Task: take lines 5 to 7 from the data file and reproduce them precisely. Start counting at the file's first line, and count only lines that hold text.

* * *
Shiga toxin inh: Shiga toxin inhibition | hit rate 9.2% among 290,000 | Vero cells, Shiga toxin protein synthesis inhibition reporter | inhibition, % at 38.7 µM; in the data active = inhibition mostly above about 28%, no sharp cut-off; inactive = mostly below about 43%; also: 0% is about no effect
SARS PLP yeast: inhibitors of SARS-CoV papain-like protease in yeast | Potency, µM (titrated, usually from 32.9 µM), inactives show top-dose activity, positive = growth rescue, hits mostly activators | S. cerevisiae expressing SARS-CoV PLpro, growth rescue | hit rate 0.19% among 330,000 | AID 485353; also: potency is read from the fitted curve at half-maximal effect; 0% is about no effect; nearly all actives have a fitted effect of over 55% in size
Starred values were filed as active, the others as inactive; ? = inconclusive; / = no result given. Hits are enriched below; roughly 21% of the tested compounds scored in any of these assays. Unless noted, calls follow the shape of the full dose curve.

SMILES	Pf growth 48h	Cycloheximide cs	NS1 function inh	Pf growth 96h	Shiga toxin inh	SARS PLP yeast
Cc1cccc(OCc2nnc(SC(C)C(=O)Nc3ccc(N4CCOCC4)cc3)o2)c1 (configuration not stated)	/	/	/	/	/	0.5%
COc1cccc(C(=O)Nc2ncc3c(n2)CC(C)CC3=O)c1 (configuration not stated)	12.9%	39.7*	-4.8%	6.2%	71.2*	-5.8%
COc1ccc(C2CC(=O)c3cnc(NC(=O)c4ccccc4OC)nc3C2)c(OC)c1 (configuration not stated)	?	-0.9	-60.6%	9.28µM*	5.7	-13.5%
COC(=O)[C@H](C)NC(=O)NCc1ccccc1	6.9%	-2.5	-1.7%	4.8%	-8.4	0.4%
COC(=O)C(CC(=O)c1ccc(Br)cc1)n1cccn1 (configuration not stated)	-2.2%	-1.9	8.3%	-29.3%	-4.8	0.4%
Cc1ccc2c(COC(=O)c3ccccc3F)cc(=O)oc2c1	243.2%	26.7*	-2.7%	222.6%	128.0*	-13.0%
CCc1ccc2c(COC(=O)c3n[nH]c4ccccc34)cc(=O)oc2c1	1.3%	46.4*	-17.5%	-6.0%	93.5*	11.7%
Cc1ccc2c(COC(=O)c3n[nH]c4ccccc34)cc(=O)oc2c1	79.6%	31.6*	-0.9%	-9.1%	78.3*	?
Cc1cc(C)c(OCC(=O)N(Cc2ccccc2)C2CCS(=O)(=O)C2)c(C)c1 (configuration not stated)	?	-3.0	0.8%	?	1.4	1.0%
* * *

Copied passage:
Cc1cccc(OCc2nnc(SC(C)C(=O)Nc3ccc(N4CCOCC4)cc3)o2)c1 (configuration not stated)	/	/	/	/	/	0.5%
COc1cccc(C(=O)Nc2ncc3c(n2)CC(C)CC3=O)c1 (configuration not stated)	12.9%	39.7*	-4.8%	6.2%	71.2*	-5.8%
COc1ccc(C2CC(=O)c3cnc(NC(=O)c4ccccc4OC)nc3C2)c(OC)c1 (configuration not stated)	?	-0.9	-60.6%	9.28µM*	5.7	-13.5%